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Herndon could limit park program fee waivers to town residents

Town of Herndon government offices (staff photo by Jay Westcott)

Since 1991, people outside the Town of Herndon have been able to take advantage of its parks and recreation scholarship program, which awards fee waivers to participants enrolled in federally-funded, low-income programs.

A proposal before the Herndon Town Council aims to restrict eligibility for that program to town residents. If adopted by the council, the move would align with neighboring jurisdictions that offer fee waivers to residents only.

The program was temporarily put on hold during the COVID-19 pandemic in 2020, according to Cindy Roeder, the Herndon Parks and Recreation Department director.

If the proposal is approved, participants ages 17 and under would be eligible for a 50% fee reduction and participants 18 and older would receive a 25% reduction.

At a meeting on Tuesday (July 5), council members and staff expressed support for the changes, noting that area jurisdictions have similar models in place.

“That is a good basis for why we wanted ours this way as well,” Roeder said.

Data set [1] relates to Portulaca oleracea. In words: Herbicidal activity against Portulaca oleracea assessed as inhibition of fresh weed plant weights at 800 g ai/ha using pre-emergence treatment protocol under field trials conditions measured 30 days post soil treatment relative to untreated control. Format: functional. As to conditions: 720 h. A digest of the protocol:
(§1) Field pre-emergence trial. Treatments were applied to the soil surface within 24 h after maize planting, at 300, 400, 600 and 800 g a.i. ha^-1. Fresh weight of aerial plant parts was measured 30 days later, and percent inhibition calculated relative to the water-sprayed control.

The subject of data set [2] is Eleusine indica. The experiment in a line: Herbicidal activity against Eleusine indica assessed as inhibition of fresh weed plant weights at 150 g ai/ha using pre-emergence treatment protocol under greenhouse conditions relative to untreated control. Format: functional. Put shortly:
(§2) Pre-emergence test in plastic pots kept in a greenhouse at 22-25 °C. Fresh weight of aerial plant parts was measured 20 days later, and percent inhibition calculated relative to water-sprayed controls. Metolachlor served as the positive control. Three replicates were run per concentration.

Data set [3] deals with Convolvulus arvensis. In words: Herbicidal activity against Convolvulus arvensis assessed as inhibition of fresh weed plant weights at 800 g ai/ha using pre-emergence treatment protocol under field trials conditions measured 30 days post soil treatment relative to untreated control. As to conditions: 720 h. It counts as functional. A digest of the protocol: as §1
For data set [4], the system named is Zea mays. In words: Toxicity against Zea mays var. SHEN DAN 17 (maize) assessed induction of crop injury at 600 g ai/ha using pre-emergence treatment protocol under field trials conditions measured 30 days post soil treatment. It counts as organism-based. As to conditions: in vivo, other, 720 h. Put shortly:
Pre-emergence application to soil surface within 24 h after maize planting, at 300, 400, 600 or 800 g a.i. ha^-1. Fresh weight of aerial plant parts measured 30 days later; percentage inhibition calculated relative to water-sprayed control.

Councilmember Signe Friedrichs said jurisdictions throughout the state offer robust programming for residents, giving non-residents many options for recreational programming and services.

“If every single other jurisdiction only gives to discounts to their own residents and we are one of the most highly taxed districts in Northern Virginia, I don’t see why we would not follow suit in that area,” Friedrichs said.

Currently, the town plans to allocate $10,000 to the program for fiscal year 2023.

Councilmember Pradip Dhakal, who called the program a step in the “right direction,” suggested upping the cap to $20,000 to meet demand. Staff noted that changes to allocations are flexible.

The town’s parks department has managed the fee waiver program since 2010, including collecting scholarship funds and verifying eligibility. Before then, the nonprofit Cornerstones — then known as Reston Interfaith — handled the program but later withdrew because it didn’t align with the organization’s mission.

Town Manager Bill Ashton II said a discomfort with holding on to other people’s financial records — which is currently required for the town to manage the fund — also motivated the search for a new model.